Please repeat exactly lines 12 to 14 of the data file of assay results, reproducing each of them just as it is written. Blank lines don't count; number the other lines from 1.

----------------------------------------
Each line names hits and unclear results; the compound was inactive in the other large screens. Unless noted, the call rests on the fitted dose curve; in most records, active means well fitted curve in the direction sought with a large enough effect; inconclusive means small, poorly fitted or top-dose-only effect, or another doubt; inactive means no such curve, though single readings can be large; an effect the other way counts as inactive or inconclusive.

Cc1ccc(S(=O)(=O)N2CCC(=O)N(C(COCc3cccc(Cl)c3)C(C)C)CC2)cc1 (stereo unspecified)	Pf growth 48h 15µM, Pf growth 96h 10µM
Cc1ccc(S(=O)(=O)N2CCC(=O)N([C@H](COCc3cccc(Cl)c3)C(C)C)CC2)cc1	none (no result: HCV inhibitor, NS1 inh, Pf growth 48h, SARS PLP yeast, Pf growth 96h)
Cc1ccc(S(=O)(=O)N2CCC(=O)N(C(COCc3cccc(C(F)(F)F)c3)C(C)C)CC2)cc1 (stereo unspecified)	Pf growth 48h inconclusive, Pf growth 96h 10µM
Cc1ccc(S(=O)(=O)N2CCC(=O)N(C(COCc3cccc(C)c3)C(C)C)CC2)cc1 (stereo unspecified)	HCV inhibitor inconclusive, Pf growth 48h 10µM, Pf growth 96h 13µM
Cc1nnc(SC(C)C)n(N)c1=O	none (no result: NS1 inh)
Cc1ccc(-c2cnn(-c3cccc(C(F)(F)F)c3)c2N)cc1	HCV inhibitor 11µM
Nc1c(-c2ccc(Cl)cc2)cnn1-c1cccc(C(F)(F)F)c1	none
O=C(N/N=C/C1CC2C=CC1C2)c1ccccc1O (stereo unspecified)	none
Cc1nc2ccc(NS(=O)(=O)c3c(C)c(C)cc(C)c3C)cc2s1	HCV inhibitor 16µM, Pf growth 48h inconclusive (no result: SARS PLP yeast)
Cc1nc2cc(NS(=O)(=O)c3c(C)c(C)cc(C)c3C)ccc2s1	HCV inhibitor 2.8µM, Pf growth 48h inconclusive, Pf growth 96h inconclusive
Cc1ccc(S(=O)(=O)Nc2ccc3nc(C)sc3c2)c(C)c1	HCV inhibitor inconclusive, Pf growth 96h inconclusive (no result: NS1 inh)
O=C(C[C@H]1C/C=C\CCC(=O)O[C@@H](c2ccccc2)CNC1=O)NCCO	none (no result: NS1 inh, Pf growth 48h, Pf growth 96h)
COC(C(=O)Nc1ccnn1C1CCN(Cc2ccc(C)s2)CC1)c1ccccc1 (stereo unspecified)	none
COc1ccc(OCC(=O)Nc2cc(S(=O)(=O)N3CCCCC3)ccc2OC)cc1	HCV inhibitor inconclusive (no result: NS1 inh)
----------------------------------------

Cc1ccc(S(=O)(=O)Nc2ccc3nc(C)sc3c2)c(C)c1	HCV inhibitor inconclusive, Pf growth 96h inconclusive (no result: NS1 inh)
O=C(C[C@H]1C/C=C\CCC(=O)O[C@@H](c2ccccc2)CNC1=O)NCCO	none (no result: NS1 inh, Pf growth 48h, Pf growth 96h)
COC(C(=O)Nc1ccnn1C1CCN(Cc2ccc(C)s2)CC1)c1ccccc1 (stereo unspecified)	none